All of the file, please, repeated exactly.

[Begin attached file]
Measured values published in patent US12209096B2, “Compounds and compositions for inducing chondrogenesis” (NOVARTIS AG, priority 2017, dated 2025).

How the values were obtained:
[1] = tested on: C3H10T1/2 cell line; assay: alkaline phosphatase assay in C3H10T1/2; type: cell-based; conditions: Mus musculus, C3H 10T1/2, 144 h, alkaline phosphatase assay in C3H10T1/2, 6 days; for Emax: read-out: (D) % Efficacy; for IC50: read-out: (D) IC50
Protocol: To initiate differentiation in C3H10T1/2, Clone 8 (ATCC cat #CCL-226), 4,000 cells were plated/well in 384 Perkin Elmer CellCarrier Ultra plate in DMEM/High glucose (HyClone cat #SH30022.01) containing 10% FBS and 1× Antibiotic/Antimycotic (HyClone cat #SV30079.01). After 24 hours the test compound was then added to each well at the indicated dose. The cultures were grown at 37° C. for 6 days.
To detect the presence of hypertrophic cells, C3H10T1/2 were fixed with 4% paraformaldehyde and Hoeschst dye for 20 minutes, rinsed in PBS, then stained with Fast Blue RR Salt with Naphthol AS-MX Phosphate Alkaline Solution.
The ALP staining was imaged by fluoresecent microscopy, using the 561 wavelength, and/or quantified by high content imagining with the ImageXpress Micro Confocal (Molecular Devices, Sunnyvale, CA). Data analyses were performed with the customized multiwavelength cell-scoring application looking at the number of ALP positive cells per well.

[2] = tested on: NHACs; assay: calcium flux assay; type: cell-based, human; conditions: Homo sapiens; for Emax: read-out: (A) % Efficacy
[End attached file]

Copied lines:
Measured values published in patent US12209096B2, “Compounds and compositions for inducing chondrogenesis” (NOVARTIS AG, priority 2017, dated 2025).

How the values were obtained:
[1] = tested on: C3H10T1/2 cell line; assay: alkaline phosphatase assay in C3H10T1/2; type: cell-based; conditions: Mus musculus, C3H 10T1/2, 144 h, alkaline phosphatase assay in C3H10T1/2, 6 days; for Emax: read-out: (D) % Efficacy; for IC50: read-out: (D) IC50
Protocol: To initiate differentiation in C3H10T1/2, Clone 8 (ATCC cat #CCL-226), 4,000 cells were plated/well in 384 Perkin Elmer CellCarrier Ultra plate in DMEM/High glucose (HyClone cat #SH30022.01) containing 10% FBS and 1× Antibiotic/Antimycotic (HyClone cat #SV30079.01). After 24 hours the test compound was then added to each well at the indicated dose. The cultures were grown at 37° C. for 6 days.
To detect the presence of hypertrophic cells, C3H10T1/2 were fixed with 4% paraformaldehyde and Hoeschst dye for 20 minutes, rinsed in PBS, then stained with Fast Blue RR Salt with Naphthol AS-MX Phosphate Alkaline Solution.
The ALP staining was imaged by fluoresecent microscopy, using the 561 wavelength, and/or quantified by high content imagining with the ImageXpress Micro Confocal (Molecular Devices, Sunnyvale, CA). Data analyses were performed with the customized multiwavelength cell-scoring application looking at the number of ALP positive cells per well.

[2] = tested on: NHACs; assay: calcium flux assay; type: cell-based, human; conditions: Homo sapiens; for Emax: read-out: (A) % Efficacy